“So I get to the lessons, and I pick up the French horn, and I’m terrible,” he says. He chews his imaginary gum. “It was the first time I didn’t pick something up like, right away.”
“That’s normal, though,” I assure him. “Even for prodigies, I’m sure.”
“Lauren,” he says, “I tried to learn how to play that effing thing for an entire year, and even though I understood the mechanics, I couldn’t play a song without it sounding forced and horrible. My teacher finally told my mother that maybe I should consider other options.”
“So you weren’t good at one thing,” I say. “You’re good at everything else.”
The floorboards creak, and we both look around nervously.
“But I beat myself up for years over the French horn,” he says. “I mean, I was FIVE, and I felt like a total failure, like my entire life was over because I couldn’t master an instrument. I had to see a therapist and everything. It was bad. I thought I was going to be one of those child prodigy burnouts who peaks in kindergarten and ends up doing meth and writing screeds against the government in a cabin in Montana by the time he’s 14.”
I laugh, and it echoes through the empty house.
“It’s not funny,” he says, though he’s giggling too.
“So how did you get past it?” I ask.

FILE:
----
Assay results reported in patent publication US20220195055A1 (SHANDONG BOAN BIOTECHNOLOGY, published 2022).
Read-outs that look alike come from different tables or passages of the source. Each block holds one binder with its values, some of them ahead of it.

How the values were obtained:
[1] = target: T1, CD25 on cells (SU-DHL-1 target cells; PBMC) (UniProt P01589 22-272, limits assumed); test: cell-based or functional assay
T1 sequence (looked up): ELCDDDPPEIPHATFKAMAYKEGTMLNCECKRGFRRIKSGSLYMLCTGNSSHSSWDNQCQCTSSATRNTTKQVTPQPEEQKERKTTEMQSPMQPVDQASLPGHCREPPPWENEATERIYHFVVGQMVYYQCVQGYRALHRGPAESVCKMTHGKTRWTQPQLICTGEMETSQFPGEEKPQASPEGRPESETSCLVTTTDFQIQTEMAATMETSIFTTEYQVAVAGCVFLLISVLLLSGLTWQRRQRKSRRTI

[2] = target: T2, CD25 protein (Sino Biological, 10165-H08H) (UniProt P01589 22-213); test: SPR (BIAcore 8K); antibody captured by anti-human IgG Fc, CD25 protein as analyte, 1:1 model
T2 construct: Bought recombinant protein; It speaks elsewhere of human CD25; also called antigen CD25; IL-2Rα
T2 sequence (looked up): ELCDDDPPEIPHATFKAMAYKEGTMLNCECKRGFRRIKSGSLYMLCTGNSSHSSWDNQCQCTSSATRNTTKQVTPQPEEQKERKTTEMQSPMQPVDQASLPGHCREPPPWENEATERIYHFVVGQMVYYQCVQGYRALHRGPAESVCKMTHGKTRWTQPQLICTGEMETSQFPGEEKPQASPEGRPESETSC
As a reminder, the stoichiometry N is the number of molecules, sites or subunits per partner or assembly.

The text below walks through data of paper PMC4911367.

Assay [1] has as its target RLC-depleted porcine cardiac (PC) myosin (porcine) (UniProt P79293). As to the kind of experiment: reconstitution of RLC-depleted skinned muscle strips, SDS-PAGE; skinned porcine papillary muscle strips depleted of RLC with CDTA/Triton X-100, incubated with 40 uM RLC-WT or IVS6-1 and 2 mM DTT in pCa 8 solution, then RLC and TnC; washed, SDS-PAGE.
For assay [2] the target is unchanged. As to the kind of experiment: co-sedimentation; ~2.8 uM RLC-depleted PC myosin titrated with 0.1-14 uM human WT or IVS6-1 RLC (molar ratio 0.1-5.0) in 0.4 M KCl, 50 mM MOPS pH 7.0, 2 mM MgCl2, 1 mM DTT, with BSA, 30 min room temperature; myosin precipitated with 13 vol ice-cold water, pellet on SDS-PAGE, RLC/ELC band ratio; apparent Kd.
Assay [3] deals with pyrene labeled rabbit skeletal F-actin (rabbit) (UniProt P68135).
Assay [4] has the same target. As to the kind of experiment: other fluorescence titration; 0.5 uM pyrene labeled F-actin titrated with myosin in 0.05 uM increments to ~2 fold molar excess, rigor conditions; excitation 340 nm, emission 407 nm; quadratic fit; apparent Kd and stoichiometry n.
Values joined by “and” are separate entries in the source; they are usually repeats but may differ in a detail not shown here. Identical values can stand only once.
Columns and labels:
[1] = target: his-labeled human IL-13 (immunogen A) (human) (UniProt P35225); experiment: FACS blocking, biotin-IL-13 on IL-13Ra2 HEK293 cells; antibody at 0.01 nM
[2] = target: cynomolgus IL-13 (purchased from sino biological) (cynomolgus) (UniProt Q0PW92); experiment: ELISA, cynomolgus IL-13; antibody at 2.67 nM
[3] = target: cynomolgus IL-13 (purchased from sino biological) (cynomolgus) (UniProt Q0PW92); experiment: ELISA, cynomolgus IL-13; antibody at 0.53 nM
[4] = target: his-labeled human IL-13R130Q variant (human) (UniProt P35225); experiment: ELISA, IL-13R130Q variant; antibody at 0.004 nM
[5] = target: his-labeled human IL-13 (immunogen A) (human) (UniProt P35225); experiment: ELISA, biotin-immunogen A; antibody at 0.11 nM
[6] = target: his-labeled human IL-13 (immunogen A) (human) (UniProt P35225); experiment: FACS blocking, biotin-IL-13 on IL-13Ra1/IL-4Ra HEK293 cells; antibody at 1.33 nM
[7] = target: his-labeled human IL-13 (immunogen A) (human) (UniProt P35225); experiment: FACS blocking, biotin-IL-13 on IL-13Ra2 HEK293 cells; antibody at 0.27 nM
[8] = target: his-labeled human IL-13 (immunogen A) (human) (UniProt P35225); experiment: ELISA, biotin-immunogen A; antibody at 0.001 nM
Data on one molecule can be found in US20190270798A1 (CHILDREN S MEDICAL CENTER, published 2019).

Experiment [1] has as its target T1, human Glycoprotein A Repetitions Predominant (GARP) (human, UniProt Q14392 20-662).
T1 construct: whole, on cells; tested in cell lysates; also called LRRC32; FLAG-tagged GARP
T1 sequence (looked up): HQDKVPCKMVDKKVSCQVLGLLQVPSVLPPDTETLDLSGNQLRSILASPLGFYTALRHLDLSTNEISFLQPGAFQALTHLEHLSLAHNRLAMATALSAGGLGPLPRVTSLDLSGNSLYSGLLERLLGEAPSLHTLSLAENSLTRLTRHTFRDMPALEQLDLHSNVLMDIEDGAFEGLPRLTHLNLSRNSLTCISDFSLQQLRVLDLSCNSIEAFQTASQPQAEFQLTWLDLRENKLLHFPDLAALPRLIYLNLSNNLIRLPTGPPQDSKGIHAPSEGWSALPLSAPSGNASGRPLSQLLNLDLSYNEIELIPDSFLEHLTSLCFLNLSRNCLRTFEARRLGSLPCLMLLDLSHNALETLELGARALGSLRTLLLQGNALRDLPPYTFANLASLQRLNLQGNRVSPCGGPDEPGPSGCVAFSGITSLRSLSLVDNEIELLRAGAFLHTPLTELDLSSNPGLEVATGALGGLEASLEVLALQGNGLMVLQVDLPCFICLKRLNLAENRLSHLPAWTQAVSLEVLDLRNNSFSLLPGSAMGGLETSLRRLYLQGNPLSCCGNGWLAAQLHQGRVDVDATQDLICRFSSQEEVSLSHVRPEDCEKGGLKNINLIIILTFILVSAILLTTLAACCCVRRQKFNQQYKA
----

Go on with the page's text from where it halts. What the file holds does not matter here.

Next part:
He smiles. “I studied you,” he says.
I’m not sure how to take this. It must show in my face.
“Do you remember that time we decided to set up a lemonade stand?”
I do remember. It was the worst lemonade stand of all time. The “lemonade” consisted of eight of my mom’s Crystal Light packets and three cups of sugar, and I thought it was reasonable to charge five dollars a glass. We made zero money, which is what we deserved.
“We spent hours on that stand,” I say. “Total waste.”
“Exactly,” he says. “I knew it was going to fail. I mean, five dollars for poison in a cup is pretty steep. But even though it killed me, I let you take the lead because I wanted to see how you’d handle it. And I’ll never forget it—after a half hour of sitting in the sun, you said, ‘This is dumb,’ dumped the lemonade out, and told me it was time to play Guess Who instead.”
“So, your entire attitude was like, ‘Oh well, this experiment failed, let’s do something better.’ To screw up and not care and move on was a novel concept for me. And I’ve carried it with me ever since. There’s a lot of power in being able to say, ‘Who cares? Let’s try something else.’ If it doesn’t work out, fuck it, you know? Find the next path and keep running.”
“We should go,” I say, standing up and brushing the dust from my jeans.
“Lauren,” he says.
“Toxic moooold,” I say, wiggling my fingers in front of his face.
“It’s just a test,” he says.
“I want to hear you say it.”
“It’s just a test,” I mumble.
“Louder!” he yells.
“IT’S JUST A TEST!” I scream. A piece of plaster falls from the ceiling.
“Oh shit,” Kyle laughs. “You pissed off the old man!” He grabs my hand, and we both run, shrieking, through the front door, down the driveway, and into the car. For the first time in forever, I’m terrified in a way that feels perfect.
Kyle starts the car and turns to me. “You ready?” he asks, and I nod yes. ♦